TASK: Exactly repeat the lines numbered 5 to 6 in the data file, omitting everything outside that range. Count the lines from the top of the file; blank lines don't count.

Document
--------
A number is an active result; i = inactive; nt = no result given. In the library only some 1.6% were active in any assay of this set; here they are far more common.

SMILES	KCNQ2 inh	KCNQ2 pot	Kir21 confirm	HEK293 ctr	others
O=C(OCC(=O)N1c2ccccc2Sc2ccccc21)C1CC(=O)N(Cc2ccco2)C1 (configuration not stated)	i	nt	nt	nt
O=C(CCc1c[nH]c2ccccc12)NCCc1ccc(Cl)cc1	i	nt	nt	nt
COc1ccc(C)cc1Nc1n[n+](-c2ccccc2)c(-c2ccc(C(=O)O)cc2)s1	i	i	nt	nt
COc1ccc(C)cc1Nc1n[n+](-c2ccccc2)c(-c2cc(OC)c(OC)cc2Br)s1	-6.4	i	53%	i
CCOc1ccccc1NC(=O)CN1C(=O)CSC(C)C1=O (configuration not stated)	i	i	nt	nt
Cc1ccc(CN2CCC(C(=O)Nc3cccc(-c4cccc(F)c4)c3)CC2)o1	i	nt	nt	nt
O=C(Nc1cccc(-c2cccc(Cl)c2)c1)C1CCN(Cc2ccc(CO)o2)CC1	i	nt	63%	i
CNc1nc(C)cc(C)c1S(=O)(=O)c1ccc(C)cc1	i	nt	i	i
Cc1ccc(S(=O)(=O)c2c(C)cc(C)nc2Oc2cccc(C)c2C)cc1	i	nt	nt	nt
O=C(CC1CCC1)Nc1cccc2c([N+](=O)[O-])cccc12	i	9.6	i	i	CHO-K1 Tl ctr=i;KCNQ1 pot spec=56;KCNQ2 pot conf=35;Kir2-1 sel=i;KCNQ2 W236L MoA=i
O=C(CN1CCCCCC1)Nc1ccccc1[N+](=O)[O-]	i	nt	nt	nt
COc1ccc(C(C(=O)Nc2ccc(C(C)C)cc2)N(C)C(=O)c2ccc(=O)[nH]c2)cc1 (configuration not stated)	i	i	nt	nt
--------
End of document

COc1ccc(C)cc1Nc1n[n+](-c2ccccc2)c(-c2ccc(C(=O)O)cc2)s1	i	i	nt	nt
COc1ccc(C)cc1Nc1n[n+](-c2ccccc2)c(-c2cc(OC)c(OC)cc2Br)s1	-6.4	i	53%	i